Many real estate developers use the Completed Contract Method (CCM) of income recognition as they develop large tracts of land into buildable lots and ultimately residential housing around the nation. This special method of revenue recognition is allowed for small developers earning less than $10 million who anticipate a 2 year date of completion on their project. Also qualifying are general residential construction developers regardless of size or cost as long as their project qualifies under IRC section 460(e)(1)(A) as “home construction” If you use this method of income tax deferral be aware that the IRS has in recent years become very suspect of the use of CCM. A 2009 IRS Memorandum asserts that the abuse of CCM is a growing trend within the residential construction industry.
The IRS further asserts that “Taxpayers are improperly treating residential land sales contracts and long-term construction contracts (including contracts for subcontract work for common improvements) as home construction contracts eligible for CCM. The IRS also says that taxpayers are postponing recognition that a contract is considered complete to improperly defer income (and expenses) under CCM. However a 2014 US Tax Court case appears to grant wider latitude to real estate developers on how long taxes can be deferred. This is great news for the hardworking real estate developer community. So listen up all real estate developers in America: We are headed to US Tax Court to learn about a case that may change your life: Shea Homes v IRS 142 Tax Court 3 (2014)
The Shea family developed real estate through various family entities (Shea) for more than 40 years. Their business involved the analysis and acquisition of land for development and the construction and marketing of homes and the design and/or construction of developments and homes on the land they acquired. Shea entered into standard sales contracts with prospective homebuyers requiring earnest money deposits. Contracts could not close until all improvements were made or bond was posted. Shea used CCM for all its qualifying developments. Shea was audited by the IRS for year 2004 2005 and 2006 and ultimately appealed to US Tax Court on the key issue of when income tax deferral should have ended. The Government said the contracts were completed sooner than Shea reported and claimed that Shea should recognize income when the actual contracts closed and the buyer moved into the house. Shea argued that closing the contracts did not complete them as per the clear language of the contracts even if the buyer moved into the house. Shea further argued specifically that the contract language encompassed the entire development and therefore was not yet complete at closing. Shea concluded that final completion and acceptance triggering the end of the tax deferral did not occur until the final road was paved and the final bond was released. After an in depth analysis of the various contracts Judge Wherry brilliantly observes the “buyers of their homes understood and believed that the parties had contracted for the entire lifestyle of the development and its amenities, more than just the purchase of the home itself.”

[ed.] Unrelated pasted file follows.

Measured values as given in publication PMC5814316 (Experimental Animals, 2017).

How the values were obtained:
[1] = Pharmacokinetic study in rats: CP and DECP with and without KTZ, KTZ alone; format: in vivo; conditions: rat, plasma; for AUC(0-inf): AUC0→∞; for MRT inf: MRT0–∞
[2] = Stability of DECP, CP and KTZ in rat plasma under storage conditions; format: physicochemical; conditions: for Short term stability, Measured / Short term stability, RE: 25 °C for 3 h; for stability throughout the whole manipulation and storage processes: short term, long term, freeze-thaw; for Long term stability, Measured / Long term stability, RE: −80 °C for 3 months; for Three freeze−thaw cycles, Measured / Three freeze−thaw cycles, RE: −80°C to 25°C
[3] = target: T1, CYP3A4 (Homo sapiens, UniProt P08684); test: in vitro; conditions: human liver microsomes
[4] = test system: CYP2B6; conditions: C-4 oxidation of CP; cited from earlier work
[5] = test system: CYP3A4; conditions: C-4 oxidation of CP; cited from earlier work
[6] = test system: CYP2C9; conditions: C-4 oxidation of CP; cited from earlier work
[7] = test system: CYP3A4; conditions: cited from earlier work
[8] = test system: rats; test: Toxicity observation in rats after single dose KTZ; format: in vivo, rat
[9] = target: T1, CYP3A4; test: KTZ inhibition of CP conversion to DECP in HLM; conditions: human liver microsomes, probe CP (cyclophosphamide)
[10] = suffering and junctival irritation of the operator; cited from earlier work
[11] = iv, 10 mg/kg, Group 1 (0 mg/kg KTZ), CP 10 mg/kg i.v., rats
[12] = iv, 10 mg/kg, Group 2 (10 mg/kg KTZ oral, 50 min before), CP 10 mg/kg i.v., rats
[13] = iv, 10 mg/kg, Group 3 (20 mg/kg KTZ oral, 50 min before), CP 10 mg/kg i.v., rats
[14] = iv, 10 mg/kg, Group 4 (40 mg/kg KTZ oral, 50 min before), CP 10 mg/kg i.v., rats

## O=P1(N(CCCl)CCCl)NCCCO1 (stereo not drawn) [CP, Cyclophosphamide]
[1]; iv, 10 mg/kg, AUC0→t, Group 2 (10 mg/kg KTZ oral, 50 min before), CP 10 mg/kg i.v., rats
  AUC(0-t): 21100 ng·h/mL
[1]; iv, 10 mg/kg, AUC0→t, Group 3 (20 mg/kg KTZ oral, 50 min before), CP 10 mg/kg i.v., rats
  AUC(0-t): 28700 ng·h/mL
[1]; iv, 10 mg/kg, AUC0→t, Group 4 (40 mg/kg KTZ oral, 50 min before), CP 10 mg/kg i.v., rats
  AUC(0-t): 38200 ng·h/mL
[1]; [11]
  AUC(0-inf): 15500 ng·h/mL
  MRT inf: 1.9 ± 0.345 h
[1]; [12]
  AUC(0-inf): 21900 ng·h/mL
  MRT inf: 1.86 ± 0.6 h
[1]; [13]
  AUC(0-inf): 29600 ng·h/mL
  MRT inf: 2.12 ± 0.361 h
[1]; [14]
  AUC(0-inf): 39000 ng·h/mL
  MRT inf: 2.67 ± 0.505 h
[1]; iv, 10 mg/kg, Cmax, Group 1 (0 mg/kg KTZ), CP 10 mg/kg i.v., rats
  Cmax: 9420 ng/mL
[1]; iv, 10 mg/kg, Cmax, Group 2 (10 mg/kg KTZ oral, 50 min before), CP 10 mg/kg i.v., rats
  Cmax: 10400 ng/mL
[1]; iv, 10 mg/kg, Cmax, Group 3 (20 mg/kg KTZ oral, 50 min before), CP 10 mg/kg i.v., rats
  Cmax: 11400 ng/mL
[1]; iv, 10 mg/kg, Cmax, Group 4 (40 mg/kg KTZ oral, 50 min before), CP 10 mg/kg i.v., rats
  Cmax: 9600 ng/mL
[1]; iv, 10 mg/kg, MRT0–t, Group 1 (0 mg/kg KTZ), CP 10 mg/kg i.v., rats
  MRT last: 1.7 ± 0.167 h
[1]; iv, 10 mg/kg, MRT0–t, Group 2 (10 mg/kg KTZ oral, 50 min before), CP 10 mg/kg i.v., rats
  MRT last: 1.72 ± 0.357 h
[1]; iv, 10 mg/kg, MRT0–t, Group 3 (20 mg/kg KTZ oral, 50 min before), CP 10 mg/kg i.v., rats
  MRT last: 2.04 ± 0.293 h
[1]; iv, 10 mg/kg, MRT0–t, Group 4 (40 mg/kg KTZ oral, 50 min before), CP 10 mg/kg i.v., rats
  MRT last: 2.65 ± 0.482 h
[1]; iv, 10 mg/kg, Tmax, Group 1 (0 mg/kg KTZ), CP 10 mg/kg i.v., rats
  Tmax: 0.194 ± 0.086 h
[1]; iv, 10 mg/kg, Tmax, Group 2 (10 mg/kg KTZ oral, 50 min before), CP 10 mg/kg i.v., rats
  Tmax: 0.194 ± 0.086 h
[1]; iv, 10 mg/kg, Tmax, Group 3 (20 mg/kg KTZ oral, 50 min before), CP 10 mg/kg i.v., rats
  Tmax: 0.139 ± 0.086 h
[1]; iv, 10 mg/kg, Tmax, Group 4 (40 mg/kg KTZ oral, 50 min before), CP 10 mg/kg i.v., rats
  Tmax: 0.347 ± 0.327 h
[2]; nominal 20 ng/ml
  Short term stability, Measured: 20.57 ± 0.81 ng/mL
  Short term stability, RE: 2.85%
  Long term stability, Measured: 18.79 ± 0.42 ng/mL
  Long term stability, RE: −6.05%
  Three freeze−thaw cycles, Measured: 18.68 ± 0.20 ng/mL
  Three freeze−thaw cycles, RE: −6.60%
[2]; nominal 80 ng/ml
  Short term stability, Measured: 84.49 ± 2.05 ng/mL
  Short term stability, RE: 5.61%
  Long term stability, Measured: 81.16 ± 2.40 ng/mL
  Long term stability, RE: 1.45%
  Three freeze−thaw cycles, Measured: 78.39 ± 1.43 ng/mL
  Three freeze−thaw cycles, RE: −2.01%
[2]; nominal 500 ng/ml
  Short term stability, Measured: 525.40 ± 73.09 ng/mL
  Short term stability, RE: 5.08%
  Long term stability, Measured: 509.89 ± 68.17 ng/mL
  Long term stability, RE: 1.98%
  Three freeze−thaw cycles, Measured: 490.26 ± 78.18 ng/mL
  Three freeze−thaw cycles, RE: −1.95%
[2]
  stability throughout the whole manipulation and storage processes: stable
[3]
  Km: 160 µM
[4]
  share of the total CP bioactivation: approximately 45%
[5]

Judge Wherry continued: “Thus, at the very minimum, the 95% completion test, as applied here, looks to costs beyond just those associated with the house, the lot, and improvements to the lot….The final completion and acceptance test also indicates that the subject matter of the contract in these cases is more than just the house, the lot, and improvements to the lot. Ultimately, this outcome is supported by our conclusion that Shea’s contracts consist of more than the purchase and sale agreement alone. When the contract documents are read together, the subject matter of the contract is quite clearly more than just the house, the lot, and improvements to the lot.” Id at 71.
This is great news for developers but I advise caution: Judge Wherry in his final footnote on page 82 warns: We are cognizant that our Opinion today could lead taxpayers to believe that large developments may qualify for extremely long, almost unlimited deferral periods. We would caution those taxpayers that a determination of the subject matter of the contract is based on all the facts and circumstances. Further, sec. 1.460-1(c)(3)(iv)(A), Income Tax Regs., may prohibit taxpayers from inserting language in their contracts that would unreasonably delay completion until such a super development is completed.
In conclusion, if you are a real estate developer who qualifies to use the completed contract method for income tax deferral, I advise you to work carefully with your contract attorney and your tax attorney in the same room at the same time to make absolutely certain prior to filing your 2014 tax return that your contracts have the appropriate language to defer income tax under Shea case law. Once the contracts are finalized, I would recommend you consult with your tax advisor and CPA to include at minimum in the tax return prior to filing that return the necessary contract summery explanation specifically focusing on Shea requirements to bullet proof the tax return against IRS attack in anticipation of a government audit. A bullet proof tax return with the necessary contract documentation is absolutely critical if you expect to win in US Tax Court as Shea did. Thank you all for visiting Taxview with Chris Moss CPA.
See you next time. Kindest regards from Chris Moss CPA